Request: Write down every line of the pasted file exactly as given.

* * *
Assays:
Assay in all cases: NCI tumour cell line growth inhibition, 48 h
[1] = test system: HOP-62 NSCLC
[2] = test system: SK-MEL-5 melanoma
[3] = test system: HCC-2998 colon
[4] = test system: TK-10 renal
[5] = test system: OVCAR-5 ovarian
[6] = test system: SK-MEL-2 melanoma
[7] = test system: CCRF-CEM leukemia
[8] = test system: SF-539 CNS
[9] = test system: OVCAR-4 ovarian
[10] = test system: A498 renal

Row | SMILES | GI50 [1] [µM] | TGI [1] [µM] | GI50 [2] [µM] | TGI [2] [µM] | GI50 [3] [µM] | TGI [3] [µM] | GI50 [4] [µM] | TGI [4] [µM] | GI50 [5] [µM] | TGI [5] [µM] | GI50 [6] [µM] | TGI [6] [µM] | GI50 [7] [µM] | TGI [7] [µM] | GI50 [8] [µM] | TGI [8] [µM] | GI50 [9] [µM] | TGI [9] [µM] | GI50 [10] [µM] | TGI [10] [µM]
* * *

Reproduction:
Assays:
Assay in all cases: NCI tumour cell line growth inhibition, 48 h
[1] = test system: HOP-62 NSCLC
[2] = test system: SK-MEL-5 melanoma
[3] = test system: HCC-2998 colon
[4] = test system: TK-10 renal
[5] = test system: OVCAR-5 ovarian
[6] = test system: SK-MEL-2 melanoma
[7] = test system: CCRF-CEM leukemia
[8] = test system: SF-539 CNS
[9] = test system: OVCAR-4 ovarian
[10] = test system: A498 renal

Row | SMILES | GI50 [1] [µM] | TGI [1] [µM] | GI50 [2] [µM] | TGI [2] [µM] | GI50 [3] [µM] | TGI [3] [µM] | GI50 [4] [µM] | TGI [4] [µM] | GI50 [5] [µM] | TGI [5] [µM] | GI50 [6] [µM] | TGI [6] [µM] | GI50 [7] [µM] | TGI [7] [µM] | GI50 [8] [µM] | TGI [8] [µM] | GI50 [9] [µM] | TGI [9] [µM] | GI50 [10] [µM] | TGI [10] [µM]